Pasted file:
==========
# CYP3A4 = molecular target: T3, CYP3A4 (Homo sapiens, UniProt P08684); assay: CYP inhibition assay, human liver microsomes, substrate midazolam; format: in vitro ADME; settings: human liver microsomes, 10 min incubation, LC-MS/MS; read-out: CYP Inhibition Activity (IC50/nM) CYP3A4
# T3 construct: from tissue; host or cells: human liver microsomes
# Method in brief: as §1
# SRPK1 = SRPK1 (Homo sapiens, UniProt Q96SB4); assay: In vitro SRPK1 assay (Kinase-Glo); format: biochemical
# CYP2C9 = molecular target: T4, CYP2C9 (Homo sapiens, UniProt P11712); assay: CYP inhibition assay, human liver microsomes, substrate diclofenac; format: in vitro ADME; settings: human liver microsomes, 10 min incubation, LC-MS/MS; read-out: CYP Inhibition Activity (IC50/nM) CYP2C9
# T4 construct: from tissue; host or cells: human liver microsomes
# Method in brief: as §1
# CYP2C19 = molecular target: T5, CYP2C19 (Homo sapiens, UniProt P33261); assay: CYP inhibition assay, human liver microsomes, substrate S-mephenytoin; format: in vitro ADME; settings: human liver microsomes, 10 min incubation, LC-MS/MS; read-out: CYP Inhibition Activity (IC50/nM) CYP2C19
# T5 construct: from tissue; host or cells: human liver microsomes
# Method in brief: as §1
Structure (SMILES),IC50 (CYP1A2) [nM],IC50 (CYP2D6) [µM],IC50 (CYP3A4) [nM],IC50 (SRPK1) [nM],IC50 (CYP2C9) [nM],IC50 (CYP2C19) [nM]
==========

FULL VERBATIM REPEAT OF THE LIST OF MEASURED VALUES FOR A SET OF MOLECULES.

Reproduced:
# CYP3A4 = molecular target: T3, CYP3A4 (Homo sapiens, UniProt P08684); assay: CYP inhibition assay, human liver microsomes, substrate midazolam; format: in vitro ADME; settings: human liver microsomes, 10 min incubation, LC-MS/MS; read-out: CYP Inhibition Activity (IC50/nM) CYP3A4
# T3 construct: from tissue; host or cells: human liver microsomes
# Method in brief: as §1
# SRPK1 = SRPK1 (Homo sapiens, UniProt Q96SB4); assay: In vitro SRPK1 assay (Kinase-Glo); format: biochemical
# CYP2C9 = molecular target: T4, CYP2C9 (Homo sapiens, UniProt P11712); assay: CYP inhibition assay, human liver microsomes, substrate diclofenac; format: in vitro ADME; settings: human liver microsomes, 10 min incubation, LC-MS/MS; read-out: CYP Inhibition Activity (IC50/nM) CYP2C9
# T4 construct: from tissue; host or cells: human liver microsomes
# Method in brief: as §1
# CYP2C19 = molecular target: T5, CYP2C19 (Homo sapiens, UniProt P33261); assay: CYP inhibition assay, human liver microsomes, substrate S-mephenytoin; format: in vitro ADME; settings: human liver microsomes, 10 min incubation, LC-MS/MS; read-out: CYP Inhibition Activity (IC50/nM) CYP2C19
# T5 construct: from tissue; host or cells: human liver microsomes
# Method in brief: as §1
Structure (SMILES),IC50 (CYP1A2) [nM],IC50 (CYP2D6) [µM],IC50 (CYP3A4) [nM],IC50 (SRPK1) [nM],IC50 (CYP2C9) [nM],IC50 (CYP2C19) [nM]